Spring flowers are starting to bloom, the skunk cabbage has already popped, and bug life is revving up. I’d say that springtime fishing is going well. There have been some hiccups around opening day with high water and cold temps but since then the water flows have been at a springtime normal and dropping nicely. Plus, here in Eastern Connecticut, we have been taken off the extreme/severe drought listing and are only considered in an abnormally dry/moderate rating- according to the drought portal at Drought.gov. To me those are all pluses ! So I would rate it as a B+ for now.
Winter stones and early brown stones are still around and in most streams that support them with proper substrate and water quality, Hendrickson and Quill Gordons. Add in a few caddis species and I think that the fly-fisherman has enough insect activity to be very happy about. I would also add in that terrestrials are waking up, too !
The wild boys and girls have seemed to fair well in some of our local streams. This particular one came from a Class 1 WTMA.
I follow several social media outlets and have noticed that a lot of people have been complaining about how the state has been stocking. I can assure you that they are stocking as many trout as they can in as many places as they can but they are hurting just as bad if not more than the rest of us in terms of budget cuts, facilities needing repairs, and loss of employees. Yet, they still are out there stocking hundreds of thousands of fish ! This brown rose to a skated pattern imitating the early stone that generally is active around noon on most days and streams. So…our streams do have stocked trout in them !
This brookie is a stocked fish. He was caught on a gray ghost pattern and released for someone else to catch.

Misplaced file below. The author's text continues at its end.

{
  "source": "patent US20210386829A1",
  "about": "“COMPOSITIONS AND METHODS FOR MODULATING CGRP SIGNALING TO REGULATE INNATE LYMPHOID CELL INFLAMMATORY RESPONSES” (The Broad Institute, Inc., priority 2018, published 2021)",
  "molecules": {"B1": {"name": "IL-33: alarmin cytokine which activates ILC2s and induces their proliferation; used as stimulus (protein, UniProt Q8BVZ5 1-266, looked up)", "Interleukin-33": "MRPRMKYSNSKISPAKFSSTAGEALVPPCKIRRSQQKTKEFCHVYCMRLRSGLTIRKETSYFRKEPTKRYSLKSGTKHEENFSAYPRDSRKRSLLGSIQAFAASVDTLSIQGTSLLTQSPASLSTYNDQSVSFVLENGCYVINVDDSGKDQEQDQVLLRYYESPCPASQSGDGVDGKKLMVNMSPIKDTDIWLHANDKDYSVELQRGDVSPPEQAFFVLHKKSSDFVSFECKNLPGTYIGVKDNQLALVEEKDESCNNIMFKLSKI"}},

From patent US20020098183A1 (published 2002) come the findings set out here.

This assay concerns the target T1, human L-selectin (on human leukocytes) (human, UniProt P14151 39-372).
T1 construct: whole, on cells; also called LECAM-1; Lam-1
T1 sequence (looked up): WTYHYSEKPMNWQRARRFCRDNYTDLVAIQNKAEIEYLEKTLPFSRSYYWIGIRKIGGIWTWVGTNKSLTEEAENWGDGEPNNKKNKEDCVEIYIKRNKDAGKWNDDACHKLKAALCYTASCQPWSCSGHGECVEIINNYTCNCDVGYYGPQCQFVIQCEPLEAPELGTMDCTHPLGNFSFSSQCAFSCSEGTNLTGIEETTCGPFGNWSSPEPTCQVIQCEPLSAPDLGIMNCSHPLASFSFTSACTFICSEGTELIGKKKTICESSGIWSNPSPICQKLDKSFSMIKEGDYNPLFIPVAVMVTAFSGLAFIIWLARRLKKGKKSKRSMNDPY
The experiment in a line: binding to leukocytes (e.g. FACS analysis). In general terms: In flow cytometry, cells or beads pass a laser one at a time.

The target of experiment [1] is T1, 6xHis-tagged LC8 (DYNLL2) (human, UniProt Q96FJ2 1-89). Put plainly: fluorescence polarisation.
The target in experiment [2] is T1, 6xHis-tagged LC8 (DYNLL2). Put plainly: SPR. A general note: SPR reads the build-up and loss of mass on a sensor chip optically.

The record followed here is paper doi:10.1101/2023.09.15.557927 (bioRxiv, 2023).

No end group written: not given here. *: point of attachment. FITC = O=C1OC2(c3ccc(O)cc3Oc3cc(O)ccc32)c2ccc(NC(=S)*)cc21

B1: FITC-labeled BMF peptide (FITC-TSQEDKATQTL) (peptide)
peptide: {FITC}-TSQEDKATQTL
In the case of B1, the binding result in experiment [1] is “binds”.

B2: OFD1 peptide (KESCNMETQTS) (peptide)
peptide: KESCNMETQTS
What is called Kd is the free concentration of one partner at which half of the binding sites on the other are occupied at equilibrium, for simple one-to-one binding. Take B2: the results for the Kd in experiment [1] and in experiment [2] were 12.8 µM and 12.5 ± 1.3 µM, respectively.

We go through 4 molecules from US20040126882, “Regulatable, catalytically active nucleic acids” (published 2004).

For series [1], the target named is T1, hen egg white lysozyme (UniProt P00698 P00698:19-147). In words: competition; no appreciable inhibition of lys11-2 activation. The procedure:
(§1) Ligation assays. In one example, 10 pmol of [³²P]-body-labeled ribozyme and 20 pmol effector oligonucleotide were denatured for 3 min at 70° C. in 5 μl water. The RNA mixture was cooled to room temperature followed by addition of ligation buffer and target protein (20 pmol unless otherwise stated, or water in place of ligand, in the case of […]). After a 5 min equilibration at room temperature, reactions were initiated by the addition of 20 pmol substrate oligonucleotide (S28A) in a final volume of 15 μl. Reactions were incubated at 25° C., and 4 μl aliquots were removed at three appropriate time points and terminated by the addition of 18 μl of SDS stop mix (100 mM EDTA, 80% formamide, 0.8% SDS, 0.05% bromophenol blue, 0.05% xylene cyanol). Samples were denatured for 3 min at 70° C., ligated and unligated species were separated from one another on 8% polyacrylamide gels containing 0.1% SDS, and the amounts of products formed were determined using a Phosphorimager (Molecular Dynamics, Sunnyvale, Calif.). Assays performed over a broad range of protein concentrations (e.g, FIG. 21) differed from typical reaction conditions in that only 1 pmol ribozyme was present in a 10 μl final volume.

These two brookies were also stocked. The one on the left took a royal coachman wet while the right one took another gray ghost pattern. Both were released to be caught again by another angler.
I have to say though that you do have to put your homework in and find the fish but once you do, they’re still there !
Good luck with your future fishing, springtime action is only going to improve and get better. Springtime is a great time to pick up a fly rod and explore some of Connecticut’s eastern rivers and streams. It also is a fantastic time for a beginner to learn how to fly fish since our eastern river and streams do not see quite the volume of fisherman as the Farmington or Housatonic- except for the Salmon and Natchaug.
Connecticut has some quality fisheries throughout the state other than the Farmington River and are waiting for you to explore them ! Also, all of Connecticut’s Trout Unlimited Chapters could use extra support, especially Thames Valley Chapter 282 of which I am a member of.
I’ll end this with a short video clip from the Salmon River. You can’t catch them every time !